The Big Ones are Really Big

On March 11th, 2011 at 2:45pm, I remember talking to my friends about the song Viva la Vida by Coldplay. I can also remember the ground shaking; my thought was simple: agh, another earthquake.

After a minute of staying under the table, I realized that the earthquake was longer than usual. After another 4 minutes – or what seemed like forever – the shaking stopped. I was in Tokyo, in the Shibuya ward. Although I was able to arrive at home after 5 hours of being stuck in traffic, I couldn’t sleep without wearing my running gear and placing a bag with water, food, toiletries, and a sleeping gear near me – just in case an aftershock required an evacuation.

As a Japanese student who experienced the earthquake in real time, reading the article brought back negative memories from that day. I thought the article does really well in trying to inform readers about the dangers of earthquakes. Shulz recounts the experience of a person who was in Tokyo on 3.11 and she gives a brief summary of the simulated earthquake in Cascadia. One information that she gives: that the Cascadia region hasn’t had a devastating earthquake in 315 years and the cycle is roughly 243 years, adds onto the fear of earthquake that is probably already accumulating in the readers’ mind.

You can live through larger than 7.0 magnitude earthquakes – as long as the building doesn’t collapse on you, as it did not on March 11. Most of the buildings that were struck the hardest, even the skyscrapers in the cities, were able to stay standing because of the specific way the buildings have to be built. There are a few things that have been engraved into children in Japan: even if the house is on the verge of collapsing, it is remember to open the door, go under the desk, if not, go to the bathroom (the walls are thicker there). Sit in between a couch and a wall (makes a triangle that could hold off weight), turn off gas (to stop the risk of a fire), listen for tsunami and liquefaction alerts etc.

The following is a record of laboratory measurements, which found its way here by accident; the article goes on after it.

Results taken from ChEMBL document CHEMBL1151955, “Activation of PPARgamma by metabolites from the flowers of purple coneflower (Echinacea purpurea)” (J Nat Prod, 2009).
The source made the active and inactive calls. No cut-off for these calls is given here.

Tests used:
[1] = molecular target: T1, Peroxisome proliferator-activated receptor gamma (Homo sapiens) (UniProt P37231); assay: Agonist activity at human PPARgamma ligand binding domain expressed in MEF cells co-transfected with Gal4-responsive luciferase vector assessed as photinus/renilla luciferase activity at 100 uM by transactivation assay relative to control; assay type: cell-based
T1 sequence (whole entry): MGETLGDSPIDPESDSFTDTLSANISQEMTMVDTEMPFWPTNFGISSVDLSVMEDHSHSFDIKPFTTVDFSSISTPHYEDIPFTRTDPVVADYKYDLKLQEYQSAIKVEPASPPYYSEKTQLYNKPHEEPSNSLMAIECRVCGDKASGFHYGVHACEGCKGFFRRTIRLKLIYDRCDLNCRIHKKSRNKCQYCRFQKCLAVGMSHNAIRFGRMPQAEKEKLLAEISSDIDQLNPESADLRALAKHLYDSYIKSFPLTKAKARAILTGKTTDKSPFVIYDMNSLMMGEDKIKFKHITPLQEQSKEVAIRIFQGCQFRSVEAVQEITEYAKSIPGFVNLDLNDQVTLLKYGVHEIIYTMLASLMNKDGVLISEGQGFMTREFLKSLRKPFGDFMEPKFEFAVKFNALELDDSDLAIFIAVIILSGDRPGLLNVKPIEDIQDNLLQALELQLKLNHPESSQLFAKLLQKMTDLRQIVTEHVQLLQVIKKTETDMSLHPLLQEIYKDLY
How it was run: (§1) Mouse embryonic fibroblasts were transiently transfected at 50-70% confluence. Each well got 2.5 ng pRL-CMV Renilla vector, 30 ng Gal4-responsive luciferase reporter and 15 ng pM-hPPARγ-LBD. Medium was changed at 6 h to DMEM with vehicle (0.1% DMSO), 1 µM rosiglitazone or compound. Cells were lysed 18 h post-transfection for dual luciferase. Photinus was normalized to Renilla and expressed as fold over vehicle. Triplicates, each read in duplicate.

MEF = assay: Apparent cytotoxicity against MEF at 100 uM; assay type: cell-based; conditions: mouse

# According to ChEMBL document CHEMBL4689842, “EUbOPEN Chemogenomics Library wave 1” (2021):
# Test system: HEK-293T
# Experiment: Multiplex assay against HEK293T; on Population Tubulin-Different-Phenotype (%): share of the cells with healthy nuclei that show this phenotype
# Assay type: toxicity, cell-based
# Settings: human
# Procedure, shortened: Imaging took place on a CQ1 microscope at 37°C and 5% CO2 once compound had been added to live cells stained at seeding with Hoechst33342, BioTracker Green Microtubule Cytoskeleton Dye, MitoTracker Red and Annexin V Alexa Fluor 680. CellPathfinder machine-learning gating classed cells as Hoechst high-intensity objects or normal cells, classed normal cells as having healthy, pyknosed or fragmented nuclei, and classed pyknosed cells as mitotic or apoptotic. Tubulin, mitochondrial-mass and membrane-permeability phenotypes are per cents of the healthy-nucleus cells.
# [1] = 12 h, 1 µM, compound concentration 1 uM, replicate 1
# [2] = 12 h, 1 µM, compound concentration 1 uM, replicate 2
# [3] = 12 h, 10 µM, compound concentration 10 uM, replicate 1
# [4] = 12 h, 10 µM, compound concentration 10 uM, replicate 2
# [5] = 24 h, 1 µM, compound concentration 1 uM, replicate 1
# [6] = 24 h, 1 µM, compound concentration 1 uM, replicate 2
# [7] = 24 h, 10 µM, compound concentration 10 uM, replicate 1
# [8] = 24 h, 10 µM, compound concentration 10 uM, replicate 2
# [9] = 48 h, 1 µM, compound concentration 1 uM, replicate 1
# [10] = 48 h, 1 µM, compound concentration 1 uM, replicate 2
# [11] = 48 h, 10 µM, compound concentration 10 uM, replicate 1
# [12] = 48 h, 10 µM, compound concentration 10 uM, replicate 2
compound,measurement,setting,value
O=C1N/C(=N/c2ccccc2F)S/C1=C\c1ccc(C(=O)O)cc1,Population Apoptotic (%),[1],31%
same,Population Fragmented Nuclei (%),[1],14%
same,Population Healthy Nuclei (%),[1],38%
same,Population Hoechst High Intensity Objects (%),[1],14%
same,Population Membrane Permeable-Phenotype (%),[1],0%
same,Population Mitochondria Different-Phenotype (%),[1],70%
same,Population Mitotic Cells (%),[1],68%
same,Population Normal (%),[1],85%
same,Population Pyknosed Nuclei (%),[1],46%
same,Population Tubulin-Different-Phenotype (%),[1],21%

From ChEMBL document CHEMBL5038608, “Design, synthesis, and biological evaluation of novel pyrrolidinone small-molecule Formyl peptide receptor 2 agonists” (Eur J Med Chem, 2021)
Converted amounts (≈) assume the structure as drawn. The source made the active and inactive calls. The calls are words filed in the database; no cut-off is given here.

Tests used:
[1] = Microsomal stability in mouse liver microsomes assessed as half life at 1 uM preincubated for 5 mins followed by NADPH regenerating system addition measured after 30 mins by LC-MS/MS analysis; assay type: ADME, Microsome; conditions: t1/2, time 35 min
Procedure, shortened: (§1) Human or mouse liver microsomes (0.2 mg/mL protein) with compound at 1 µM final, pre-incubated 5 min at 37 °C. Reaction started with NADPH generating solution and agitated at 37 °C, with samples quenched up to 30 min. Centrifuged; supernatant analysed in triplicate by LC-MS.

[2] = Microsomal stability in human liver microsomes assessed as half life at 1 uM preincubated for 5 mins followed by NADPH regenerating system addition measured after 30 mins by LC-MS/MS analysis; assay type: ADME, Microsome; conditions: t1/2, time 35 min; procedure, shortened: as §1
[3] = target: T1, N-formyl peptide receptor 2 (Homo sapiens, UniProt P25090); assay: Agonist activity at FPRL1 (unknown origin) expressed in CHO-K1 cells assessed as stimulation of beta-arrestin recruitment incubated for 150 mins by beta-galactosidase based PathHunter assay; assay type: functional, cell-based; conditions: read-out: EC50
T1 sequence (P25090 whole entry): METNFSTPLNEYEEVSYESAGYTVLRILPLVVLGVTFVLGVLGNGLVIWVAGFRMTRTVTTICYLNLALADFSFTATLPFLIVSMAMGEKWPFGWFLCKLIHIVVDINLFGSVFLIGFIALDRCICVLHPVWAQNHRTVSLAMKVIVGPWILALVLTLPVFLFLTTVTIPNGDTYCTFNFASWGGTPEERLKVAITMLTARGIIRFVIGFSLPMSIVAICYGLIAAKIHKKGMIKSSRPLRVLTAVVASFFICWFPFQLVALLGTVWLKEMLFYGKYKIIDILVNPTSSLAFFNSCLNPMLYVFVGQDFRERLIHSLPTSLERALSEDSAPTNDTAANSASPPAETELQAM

Tsunamis are unavoidable; the few that survived were the youth that were able to pick the right building as a safe haven, clang onto dear life by a tree, or climbed onto floating objects and were found by the SDF. Watching cars with drivers in them being swallowed by waves on live car TV was horrific.

Shulz’s description about the destructive nature and effects of earthquakes and tsunamis provide enough information to create awareness about what they could do, and why we should be prepared for it. Hopefully, the Cascadia earthquake wouldn’t hit for another 100 years or so.

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